When I was nine years old, I was bullied at school. I never really fitted in, and that meant name-calling and physical violence became a part of my daily agenda. It was only a matter of time before I would snap. I was a child, and it was far too much for any child to handle.
Fat. Nerd. Weird. Loser. Loner. Pathetic. These were all words that I became extremely familiar with during my time at primary school. I couldn’t walk home from school without being heckled with hideous names, and I certainly couldn’t spend my lunch breaks in the communal areas without being tripped over or having something thrown at me.
“It will all blow over”, the teachers would tell me if I ever made an attempt at reporting it. “Just ignore it”.
“Ignore it?” I would think. What exactly am I supposed to ignore? If it was the nasty names, I suppose that was a fair piece of advice. But how much can a child of that age, or anyone for that matter, reasonably be expected to ignore?
How could I ignore the fact that I was hit hard over the head with a water bottle in the middle of the playground? Or the fact that I was forcefully pushed down a hill and bled from both knees as a result? Could I really be expected to forget about my dinner money being stolen from my bag, or being kicked and punched until I burst into tears?
More importantly, how about my mental wellbeing? If words could be forgotten, and bruises would soon heal, what the hell was I supposed to do with the memories? The thoughts? The fear? The trauma?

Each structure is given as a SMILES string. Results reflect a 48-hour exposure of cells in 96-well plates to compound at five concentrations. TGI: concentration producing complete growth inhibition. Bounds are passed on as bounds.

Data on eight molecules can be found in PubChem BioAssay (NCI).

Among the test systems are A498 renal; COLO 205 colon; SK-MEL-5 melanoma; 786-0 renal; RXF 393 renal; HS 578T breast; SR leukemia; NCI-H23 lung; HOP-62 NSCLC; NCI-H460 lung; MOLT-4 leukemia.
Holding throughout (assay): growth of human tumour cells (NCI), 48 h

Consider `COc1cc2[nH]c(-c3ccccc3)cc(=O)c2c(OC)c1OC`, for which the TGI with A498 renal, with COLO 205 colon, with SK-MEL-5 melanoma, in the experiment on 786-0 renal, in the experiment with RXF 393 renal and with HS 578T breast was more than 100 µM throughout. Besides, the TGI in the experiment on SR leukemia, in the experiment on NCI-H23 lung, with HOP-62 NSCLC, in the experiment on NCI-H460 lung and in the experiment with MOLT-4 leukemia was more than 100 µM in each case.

I didn’t eat for days because I thought I was too fat. I didn’t speak to anyone because I didn’t think what I had to say was worth anything. I kept a diary at the time, secured tightly with a small, silver padlock. Inside it, still to this day, are the most chilling words, inked in purple gel pen: “I hate myself”.
Looking back now, I see the real problem – I had everything they wanted. I had a family who loved and supported me unconditionally, which meant I wasn’t allowed to stay out late or go to parties like they were. I took dancing, acting and guitar lessons, which meant I wasn’t free after school to spend time with my so-called ‘friends’. I was smart and liked by my teachers, which meant putting up my hand in class was the equivalent of surrendering my life for torture.
At the time, I thought all of those things made me an outcast, and that somehow it was my own fault that I was being treated how I was. How very, very disturbing.
When I hear about young people skipping school, moving away or, worse, taking their own life as a result of bullying, I’m not surprised. I’m not surprised because I know that if they’re going through anything like what I did, that pain can very easily transform into thoughts of how to end it.
Bullying shouldn’t be treated as something that simply ‘happens everywhere’, just like bullies shouldn’t be feared by teachers and given chance after retched chance because they’re ‘having a tough time’. You know who’s really having a tough time? The 3.2 million students who are victims of bullying each year.
I wish I could look my bullies straight in the eyes today and tell them how they lost, and I won. I wish they could see how happy I am, and how well I’m doing and how proud of myself I am for that. But, more than that, I wish that more young people will find the strength and the courage to stand up, be proud, and say the words that I can say today: “I beat bullying”.
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